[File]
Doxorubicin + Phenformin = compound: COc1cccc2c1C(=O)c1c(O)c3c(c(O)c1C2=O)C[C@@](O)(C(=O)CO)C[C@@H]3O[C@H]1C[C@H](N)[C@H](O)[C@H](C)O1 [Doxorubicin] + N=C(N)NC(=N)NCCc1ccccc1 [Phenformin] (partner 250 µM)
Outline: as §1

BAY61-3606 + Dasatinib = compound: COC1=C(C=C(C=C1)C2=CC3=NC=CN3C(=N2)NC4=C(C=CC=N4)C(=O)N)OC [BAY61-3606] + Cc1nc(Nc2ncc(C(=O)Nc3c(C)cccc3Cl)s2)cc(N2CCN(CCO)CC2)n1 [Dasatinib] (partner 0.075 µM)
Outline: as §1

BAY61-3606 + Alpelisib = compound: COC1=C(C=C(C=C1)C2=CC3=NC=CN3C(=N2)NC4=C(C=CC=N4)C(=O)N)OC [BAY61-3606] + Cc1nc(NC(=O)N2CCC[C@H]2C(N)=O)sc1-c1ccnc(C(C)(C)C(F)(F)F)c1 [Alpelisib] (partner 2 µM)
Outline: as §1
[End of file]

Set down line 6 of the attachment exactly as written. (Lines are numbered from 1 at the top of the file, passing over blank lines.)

Outline: as §1